THE SUNLIT UNKNOWN

Certain days, it
feels more real
than others.

Sudden understanding,
moments like a
wallet filled with
a finite number
of bills.

Curiosity asking:
“Just what will
I miss most?”

Young adults
everywhere wondering
what it takes: to
enjoy a job or to do
a job to enjoy life?

Intense but brief
relationships offer a
certain pattern–
patterns become the only
long-term investment.

Curiosity asking:
“Is there a moment
when you finally
feel adult?”

Turned off by the
idea of ‘waiting’
for damn near
anything.

Minds plugged into
computers, envious
of the coffeeshoppers
tapping feet to music,

Possibly reading,
researching, reflecting–
something personal
to gain.

Stretching ‘breaktime’
like a theraband.
Who’s watching?

Kiwi awnings at, I
admit, my favorite
coffeeshop.

Certain fondness,
a certain unknowing–
“What will I miss most?”

Never underestimate
the gravitational pull
of the place where
you gained financial
independence.

Also: where you
curated a fine group
of ‘adult’ friends.

Even when it feels
real, this hawk-shadow
of swooping change,
I can’t deny my
giddy disposition:

Us, hand in hand,
walking confidently
into the sunlit unknown.

 

Written on February 11, 2014…shortly after Brenton & I decided we would quit our jobs and relocate from Philadelphia to Seattle. We made the move on June 23, 2014.

 

 

PHILADELPHIA, NAKED.

It is a wonder that my eyes
may see the city from such
varied perches, day to day:

By bus: elevated so that
I may gaze indulgently
into wet, dirt-caked
cavities of construction sites
hidden when I am

By bike: so that the flawed
contours of road, frenzied
traffic patterns spill soft
city breath on my cheeks,
ever still when I am

By foot: so that I may watch,
observe, stop at the apex of the
Walnut Street Bridge and see
(for the first time) clumps of
bright clothing, remnants
of bicycles, water bottles
sticking to the concrete
embankment below.

 

AN EDUCATION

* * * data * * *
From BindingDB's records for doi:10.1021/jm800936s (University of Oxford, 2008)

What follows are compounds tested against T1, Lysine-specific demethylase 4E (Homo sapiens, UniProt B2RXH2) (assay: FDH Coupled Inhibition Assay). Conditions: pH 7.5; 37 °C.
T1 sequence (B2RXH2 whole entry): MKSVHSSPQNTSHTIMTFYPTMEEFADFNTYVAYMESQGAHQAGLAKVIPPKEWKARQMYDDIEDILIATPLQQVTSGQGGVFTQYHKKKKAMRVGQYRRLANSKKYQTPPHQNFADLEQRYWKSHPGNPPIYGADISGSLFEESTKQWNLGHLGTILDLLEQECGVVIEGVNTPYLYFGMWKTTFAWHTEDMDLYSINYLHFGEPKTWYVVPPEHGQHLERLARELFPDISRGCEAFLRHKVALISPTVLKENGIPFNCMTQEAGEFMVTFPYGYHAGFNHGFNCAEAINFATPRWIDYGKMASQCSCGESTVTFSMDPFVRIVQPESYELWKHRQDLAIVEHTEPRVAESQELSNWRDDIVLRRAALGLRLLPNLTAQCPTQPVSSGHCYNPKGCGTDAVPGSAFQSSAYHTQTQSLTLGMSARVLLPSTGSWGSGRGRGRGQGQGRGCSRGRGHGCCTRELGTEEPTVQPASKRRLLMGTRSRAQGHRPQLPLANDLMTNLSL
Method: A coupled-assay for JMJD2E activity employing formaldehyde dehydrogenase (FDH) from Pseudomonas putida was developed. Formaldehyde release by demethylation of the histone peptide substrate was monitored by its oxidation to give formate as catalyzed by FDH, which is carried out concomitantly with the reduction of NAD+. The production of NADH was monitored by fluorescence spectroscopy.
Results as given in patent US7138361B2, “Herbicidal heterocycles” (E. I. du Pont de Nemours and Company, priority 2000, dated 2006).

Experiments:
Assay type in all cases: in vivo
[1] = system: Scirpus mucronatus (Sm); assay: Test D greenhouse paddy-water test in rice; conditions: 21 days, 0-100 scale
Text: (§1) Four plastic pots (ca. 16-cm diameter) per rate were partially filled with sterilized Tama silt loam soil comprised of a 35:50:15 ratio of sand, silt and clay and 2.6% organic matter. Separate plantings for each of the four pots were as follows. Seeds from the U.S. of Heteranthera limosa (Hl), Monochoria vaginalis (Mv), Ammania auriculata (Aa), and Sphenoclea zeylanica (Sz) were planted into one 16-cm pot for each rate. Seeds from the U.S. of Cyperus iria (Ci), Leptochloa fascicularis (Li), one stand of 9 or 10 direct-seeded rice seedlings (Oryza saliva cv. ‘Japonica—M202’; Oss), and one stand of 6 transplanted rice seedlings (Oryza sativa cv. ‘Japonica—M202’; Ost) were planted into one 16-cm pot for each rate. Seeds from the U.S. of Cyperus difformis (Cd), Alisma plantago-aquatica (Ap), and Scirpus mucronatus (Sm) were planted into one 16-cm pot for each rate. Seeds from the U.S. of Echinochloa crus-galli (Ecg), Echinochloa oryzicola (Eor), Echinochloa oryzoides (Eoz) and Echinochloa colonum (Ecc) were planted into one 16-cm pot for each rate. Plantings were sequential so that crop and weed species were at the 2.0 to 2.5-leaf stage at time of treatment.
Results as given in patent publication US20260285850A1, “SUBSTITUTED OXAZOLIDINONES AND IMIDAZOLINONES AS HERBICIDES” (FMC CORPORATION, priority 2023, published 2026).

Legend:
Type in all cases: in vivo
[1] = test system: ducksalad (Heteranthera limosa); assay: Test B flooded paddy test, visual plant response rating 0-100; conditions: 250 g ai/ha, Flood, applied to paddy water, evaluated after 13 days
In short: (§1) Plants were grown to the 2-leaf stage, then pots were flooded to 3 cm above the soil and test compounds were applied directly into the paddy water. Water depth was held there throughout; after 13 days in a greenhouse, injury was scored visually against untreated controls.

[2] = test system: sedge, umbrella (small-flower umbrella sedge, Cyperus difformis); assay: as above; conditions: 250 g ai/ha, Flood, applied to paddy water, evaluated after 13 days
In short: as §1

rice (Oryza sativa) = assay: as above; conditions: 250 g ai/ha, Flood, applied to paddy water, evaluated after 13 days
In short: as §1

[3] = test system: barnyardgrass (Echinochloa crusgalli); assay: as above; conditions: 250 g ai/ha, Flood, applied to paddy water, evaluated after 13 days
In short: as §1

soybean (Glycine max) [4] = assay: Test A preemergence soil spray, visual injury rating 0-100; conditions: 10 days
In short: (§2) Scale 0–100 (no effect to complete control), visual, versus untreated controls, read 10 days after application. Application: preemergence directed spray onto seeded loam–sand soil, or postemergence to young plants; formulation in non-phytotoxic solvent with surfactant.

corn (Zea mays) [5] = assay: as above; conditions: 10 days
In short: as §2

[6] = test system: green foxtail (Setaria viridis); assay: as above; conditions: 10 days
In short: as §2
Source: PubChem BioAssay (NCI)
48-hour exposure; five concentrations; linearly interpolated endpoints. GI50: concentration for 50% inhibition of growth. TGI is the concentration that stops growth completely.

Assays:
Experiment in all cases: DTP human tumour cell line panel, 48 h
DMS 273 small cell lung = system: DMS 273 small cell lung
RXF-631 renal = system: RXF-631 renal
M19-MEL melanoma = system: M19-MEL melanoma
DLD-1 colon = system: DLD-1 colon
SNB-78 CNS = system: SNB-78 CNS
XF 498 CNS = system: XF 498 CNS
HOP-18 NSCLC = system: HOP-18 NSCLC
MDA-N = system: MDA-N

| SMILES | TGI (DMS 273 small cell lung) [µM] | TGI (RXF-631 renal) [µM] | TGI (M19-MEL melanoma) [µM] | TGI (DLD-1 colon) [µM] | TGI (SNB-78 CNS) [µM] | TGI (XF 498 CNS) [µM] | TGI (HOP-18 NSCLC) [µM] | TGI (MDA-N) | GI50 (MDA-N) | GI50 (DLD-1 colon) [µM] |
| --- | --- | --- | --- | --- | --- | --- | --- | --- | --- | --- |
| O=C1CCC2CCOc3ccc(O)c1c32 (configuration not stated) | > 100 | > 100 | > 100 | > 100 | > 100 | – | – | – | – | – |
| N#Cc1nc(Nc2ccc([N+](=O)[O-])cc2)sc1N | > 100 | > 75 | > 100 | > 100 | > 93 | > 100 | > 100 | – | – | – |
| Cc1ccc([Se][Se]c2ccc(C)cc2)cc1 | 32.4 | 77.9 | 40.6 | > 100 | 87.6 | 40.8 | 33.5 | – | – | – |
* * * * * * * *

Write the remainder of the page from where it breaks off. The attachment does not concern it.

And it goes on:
(I wrote this poem about two years ago, when I was unemployed after college. Now I’m about to be voluntarily unemployed. How much life can change in so little time. I am learning now what is essential to my happiness, my wholeness. And it absolutely means simplicity.)

Our fruit baskets are not empty.
My shelf is filled (so is hers).
Our tiny fridge is clumsy with
tissue-thin bags of produce.

After breakfast, I’ll cover my
body in lavender suds.
And comb my thick, soft hair.

Some things can’t be measured.
I’m like a housewife without a
husband, when I only want
to be fitted for an office chair.

Today, I’ll hang the lace curtains,
write four cover letters,
make three square meals,
sweep the hall,
brush the rectangular edge of my
nightstand with mustard paint.

No paycheck, but my diploma is
in the mail. I’m good for it.

SIDEWALK CLOSED

Giant square holes
of missing earth
Caramel mud

And the great striped
barrel of the cement truck

Painted like a carnival
sliding liquid armor
into the ground

stopping traffic
starting anew

COMFORT

Spring onions
[ little but mighty ]
dance around in
a Friday evening pan
& press their tangy scent
through screened windows
in Queen Village.

Volvo-owning dads
mirror-shine their autos
with microfiber
cloths & load hatchbacks
with camping equipment.

I walk through it all,
like an open air museum.
Grilled burgers & Turtle Wax,
basil clippings from the window
box.

Society hill

Society Hill, Philadelphia